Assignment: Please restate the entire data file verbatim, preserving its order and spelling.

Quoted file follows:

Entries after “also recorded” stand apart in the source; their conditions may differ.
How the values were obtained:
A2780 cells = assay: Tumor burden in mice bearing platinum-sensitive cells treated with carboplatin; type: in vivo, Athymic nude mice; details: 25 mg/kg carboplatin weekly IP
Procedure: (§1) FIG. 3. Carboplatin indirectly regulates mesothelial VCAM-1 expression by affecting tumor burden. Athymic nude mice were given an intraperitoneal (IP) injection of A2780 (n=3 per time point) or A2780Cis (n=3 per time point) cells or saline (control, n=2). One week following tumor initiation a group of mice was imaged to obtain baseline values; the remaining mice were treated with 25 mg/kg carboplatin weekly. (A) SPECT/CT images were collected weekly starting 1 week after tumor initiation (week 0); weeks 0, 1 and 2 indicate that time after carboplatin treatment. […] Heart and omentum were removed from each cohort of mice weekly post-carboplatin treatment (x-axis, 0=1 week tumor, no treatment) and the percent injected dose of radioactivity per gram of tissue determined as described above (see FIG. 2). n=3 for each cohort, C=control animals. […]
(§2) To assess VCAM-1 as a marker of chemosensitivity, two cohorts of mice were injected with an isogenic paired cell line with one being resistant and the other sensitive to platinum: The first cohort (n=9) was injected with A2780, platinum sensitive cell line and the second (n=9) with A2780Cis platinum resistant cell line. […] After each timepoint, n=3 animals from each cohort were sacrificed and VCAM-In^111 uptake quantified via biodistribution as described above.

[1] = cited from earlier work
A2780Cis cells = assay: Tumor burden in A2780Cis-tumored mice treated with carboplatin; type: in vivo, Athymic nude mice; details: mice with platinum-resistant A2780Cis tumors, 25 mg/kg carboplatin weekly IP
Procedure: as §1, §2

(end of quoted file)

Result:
Entries after “also recorded” stand apart in the source; their conditions may differ.
How the values were obtained:
A2780 cells = assay: Tumor burden in mice bearing platinum-sensitive cells treated with carboplatin; type: in vivo, Athymic nude mice; details: 25 mg/kg carboplatin weekly IP
Procedure: (§1) FIG. 3. Carboplatin indirectly regulates mesothelial VCAM-1 expression by affecting tumor burden. Athymic nude mice were given an intraperitoneal (IP) injection of A2780 (n=3 per time point) or A2780Cis (n=3 per time point) cells or saline (control, n=2). One week following tumor initiation a group of mice was imaged to obtain baseline values; the remaining mice were treated with 25 mg/kg carboplatin weekly. (A) SPECT/CT images were collected weekly starting 1 week after tumor initiation (week 0); weeks 0, 1 and 2 indicate that time after carboplatin treatment. […] Heart and omentum were removed from each cohort of mice weekly post-carboplatin treatment (x-axis, 0=1 week tumor, no treatment) and the percent injected dose of radioactivity per gram of tissue determined as described above (see FIG. 2). n=3 for each cohort, C=control animals. […]
(§2) To assess VCAM-1 as a marker of chemosensitivity, two cohorts of mice were injected with an isogenic paired cell line with one being resistant and the other sensitive to platinum: The first cohort (n=9) was injected with A2780, platinum sensitive cell line and the second (n=9) with A2780Cis platinum resistant cell line. […] After each timepoint, n=3 animals from each cohort were sacrificed and VCAM-In^111 uptake quantified via biodistribution as described above.

[1] = cited from earlier work
A2780Cis cells = assay: Tumor burden in A2780Cis-tumored mice treated with carboplatin; type: in vivo, Athymic nude mice; details: mice with platinum-resistant A2780Cis tumors, 25 mg/kg carboplatin weekly IP
Procedure: as §1, §2